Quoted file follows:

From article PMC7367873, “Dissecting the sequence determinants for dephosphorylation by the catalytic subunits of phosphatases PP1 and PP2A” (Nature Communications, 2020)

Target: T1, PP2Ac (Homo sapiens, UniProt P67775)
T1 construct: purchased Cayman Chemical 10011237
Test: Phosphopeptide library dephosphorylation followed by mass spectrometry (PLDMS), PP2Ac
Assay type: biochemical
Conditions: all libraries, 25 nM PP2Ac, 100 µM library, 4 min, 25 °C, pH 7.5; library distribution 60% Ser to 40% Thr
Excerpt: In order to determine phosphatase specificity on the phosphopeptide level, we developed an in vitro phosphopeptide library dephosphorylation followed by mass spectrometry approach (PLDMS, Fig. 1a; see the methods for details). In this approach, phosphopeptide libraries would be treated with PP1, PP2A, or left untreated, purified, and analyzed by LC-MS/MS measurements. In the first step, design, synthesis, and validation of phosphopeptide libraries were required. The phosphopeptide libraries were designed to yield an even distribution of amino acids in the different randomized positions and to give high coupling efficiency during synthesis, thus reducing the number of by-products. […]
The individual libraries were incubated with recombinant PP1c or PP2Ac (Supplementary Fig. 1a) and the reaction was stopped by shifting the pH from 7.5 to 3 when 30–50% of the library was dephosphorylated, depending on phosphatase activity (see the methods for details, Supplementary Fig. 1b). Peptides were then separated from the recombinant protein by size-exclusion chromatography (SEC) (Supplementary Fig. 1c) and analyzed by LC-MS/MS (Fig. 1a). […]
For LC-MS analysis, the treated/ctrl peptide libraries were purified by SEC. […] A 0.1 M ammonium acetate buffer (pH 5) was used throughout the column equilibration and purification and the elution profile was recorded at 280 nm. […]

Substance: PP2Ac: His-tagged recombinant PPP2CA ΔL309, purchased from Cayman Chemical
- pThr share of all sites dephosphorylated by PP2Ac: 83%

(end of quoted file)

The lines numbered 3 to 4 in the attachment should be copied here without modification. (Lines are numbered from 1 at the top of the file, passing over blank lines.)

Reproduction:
T1 construct: purchased Cayman Chemical 10011237
Test: Phosphopeptide library dephosphorylation followed by mass spectrometry (PLDMS), PP2Ac